EPA: Coal Ash Poses Significant Health Risk

Without a doubt coal is dirty and dangerous. Consider that the nation's power plants spew out 130 million tons of coal combustion waste every year.  Much of this so-called coal ash, which is what's left at the bottom of the smokestacks after coal gets burned to generate electricity, ends up stored in unlined landfills or retention ponds.  

According to an investigation just completed by the U.S. Environmental Protection Agency, large amounts of the potentially toxic pollutants in coal ash -- like mercury and arsenic -- get discharged to waterways or seep into groundwater.  In fact, EPA's report documents cases of fish kills and other wildlife damage caused by power plants releasing coal ash wastewater as part of routine coal-fired plant operations.

More alarming, EPA finds an "increasing amount of evidence" indicating that the contaminated wastewater poses a threat not just to the environment but also to human health.  As the report notes:

"Many of the common pollutants found in coal combustion wastewater (e.g., selenium, mercury, and arsenic) are known to cause environmental harm and can potentially represent a human health risk.

"Pollutants in coal combustion wastewater are of particular concern because they can occur in large quantities (i.e., total pounds) and at high concentrations ...in discharges and leachate to groundwater and surface waters."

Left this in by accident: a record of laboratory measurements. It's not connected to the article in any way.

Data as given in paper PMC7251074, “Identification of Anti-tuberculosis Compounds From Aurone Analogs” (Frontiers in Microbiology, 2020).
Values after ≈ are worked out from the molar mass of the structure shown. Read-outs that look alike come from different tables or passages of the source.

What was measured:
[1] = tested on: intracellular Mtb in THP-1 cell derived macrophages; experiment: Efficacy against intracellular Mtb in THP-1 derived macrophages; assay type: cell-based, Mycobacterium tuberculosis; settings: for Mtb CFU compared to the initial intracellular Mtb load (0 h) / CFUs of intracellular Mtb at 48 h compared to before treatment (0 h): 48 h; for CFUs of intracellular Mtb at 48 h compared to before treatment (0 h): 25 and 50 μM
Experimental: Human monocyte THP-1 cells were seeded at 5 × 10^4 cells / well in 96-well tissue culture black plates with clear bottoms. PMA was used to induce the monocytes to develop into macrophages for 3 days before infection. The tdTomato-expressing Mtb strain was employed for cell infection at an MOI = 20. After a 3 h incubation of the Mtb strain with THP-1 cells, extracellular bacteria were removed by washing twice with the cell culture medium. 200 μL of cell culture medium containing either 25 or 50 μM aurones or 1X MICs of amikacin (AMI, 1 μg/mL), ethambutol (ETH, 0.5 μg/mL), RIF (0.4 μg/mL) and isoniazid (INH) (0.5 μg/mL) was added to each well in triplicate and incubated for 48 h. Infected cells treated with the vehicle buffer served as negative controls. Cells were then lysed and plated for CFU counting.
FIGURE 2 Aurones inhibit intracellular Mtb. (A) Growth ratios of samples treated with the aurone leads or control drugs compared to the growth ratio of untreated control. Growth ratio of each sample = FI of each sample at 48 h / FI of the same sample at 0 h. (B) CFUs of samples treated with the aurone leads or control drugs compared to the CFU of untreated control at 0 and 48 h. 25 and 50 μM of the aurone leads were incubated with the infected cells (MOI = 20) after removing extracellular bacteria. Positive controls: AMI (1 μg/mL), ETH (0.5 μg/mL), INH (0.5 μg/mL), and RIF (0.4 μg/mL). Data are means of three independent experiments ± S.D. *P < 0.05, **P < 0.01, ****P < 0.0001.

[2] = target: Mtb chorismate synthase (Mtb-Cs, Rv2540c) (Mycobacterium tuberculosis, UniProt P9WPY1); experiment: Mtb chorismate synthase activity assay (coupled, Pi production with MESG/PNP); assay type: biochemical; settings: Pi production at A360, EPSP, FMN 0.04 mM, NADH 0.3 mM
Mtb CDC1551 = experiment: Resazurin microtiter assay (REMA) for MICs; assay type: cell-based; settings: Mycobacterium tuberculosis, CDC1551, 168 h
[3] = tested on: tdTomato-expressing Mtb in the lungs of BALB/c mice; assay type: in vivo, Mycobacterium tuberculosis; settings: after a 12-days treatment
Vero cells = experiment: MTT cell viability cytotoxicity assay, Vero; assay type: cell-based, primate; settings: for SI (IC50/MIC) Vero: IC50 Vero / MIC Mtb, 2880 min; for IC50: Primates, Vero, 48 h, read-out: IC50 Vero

We're talking about water pollution from a veritable witch's brew of toxic ash: 

  • Arsenic causes liver poisoning and developmental abnormalities in fish, according to EPA, and is linked to an increased risk of liver and bladder cancer in humans. 
  • Mercury can cause kidney and other damage to humans and wildlife. 
  • Aside from fish kills, selenium exposure can result in reproductive failure and other harm to fish and can damage a person's nervous system.

The cure for these ills?  A good start is EPA fulfilling its pledge to fully regulate coal ash -- and coal sludge from ponds -- as hazardous waste.  This latest investigation is a good sign, along with other steps the agency has taken to expose the extensive problem of coal waste storage around the country. 

But EPA is getting a lot of pressure from the coal industry to let states continue to regulate coal ash in their less stringent, patchwork way.  Please take a moment to tell EPA to do the right thing and set strong standards for coal waste disposal.